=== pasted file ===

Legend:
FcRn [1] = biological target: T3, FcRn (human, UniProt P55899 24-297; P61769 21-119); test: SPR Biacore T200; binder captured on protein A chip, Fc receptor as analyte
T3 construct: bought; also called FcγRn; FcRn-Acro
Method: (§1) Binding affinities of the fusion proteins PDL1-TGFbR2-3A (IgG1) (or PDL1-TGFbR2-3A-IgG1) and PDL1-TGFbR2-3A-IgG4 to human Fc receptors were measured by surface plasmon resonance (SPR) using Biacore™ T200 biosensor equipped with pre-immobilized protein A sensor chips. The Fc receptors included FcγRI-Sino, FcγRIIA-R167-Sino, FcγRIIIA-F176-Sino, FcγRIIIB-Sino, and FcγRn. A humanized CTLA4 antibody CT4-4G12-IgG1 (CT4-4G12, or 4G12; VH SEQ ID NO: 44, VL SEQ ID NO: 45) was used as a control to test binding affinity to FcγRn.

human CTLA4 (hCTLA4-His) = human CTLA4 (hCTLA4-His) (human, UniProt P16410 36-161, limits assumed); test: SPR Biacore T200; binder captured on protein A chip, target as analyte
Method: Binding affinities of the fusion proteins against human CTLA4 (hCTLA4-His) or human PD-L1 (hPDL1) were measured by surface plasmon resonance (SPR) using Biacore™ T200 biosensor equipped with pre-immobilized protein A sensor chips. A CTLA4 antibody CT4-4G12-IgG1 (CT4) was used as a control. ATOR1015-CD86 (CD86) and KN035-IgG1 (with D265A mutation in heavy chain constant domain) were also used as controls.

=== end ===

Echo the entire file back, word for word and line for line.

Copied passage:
Legend:
FcRn [1] = biological target: T3, FcRn (human, UniProt P55899 24-297; P61769 21-119); test: SPR Biacore T200; binder captured on protein A chip, Fc receptor as analyte
T3 construct: bought; also called FcγRn; FcRn-Acro
Method: (§1) Binding affinities of the fusion proteins PDL1-TGFbR2-3A (IgG1) (or PDL1-TGFbR2-3A-IgG1) and PDL1-TGFbR2-3A-IgG4 to human Fc receptors were measured by surface plasmon resonance (SPR) using Biacore™ T200 biosensor equipped with pre-immobilized protein A sensor chips. The Fc receptors included FcγRI-Sino, FcγRIIA-R167-Sino, FcγRIIIA-F176-Sino, FcγRIIIB-Sino, and FcγRn. A humanized CTLA4 antibody CT4-4G12-IgG1 (CT4-4G12, or 4G12; VH SEQ ID NO: 44, VL SEQ ID NO: 45) was used as a control to test binding affinity to FcγRn.

human CTLA4 (hCTLA4-His) = human CTLA4 (hCTLA4-His) (human, UniProt P16410 36-161, limits assumed); test: SPR Biacore T200; binder captured on protein A chip, target as analyte
Method: Binding affinities of the fusion proteins against human CTLA4 (hCTLA4-His) or human PD-L1 (hPDL1) were measured by surface plasmon resonance (SPR) using Biacore™ T200 biosensor equipped with pre-immobilized protein A sensor chips. A CTLA4 antibody CT4-4G12-IgG1 (CT4) was used as a control. ATOR1015-CD86 (CD86) and KN035-IgG1 (with D265A mutation in heavy chain constant domain) were also used as controls.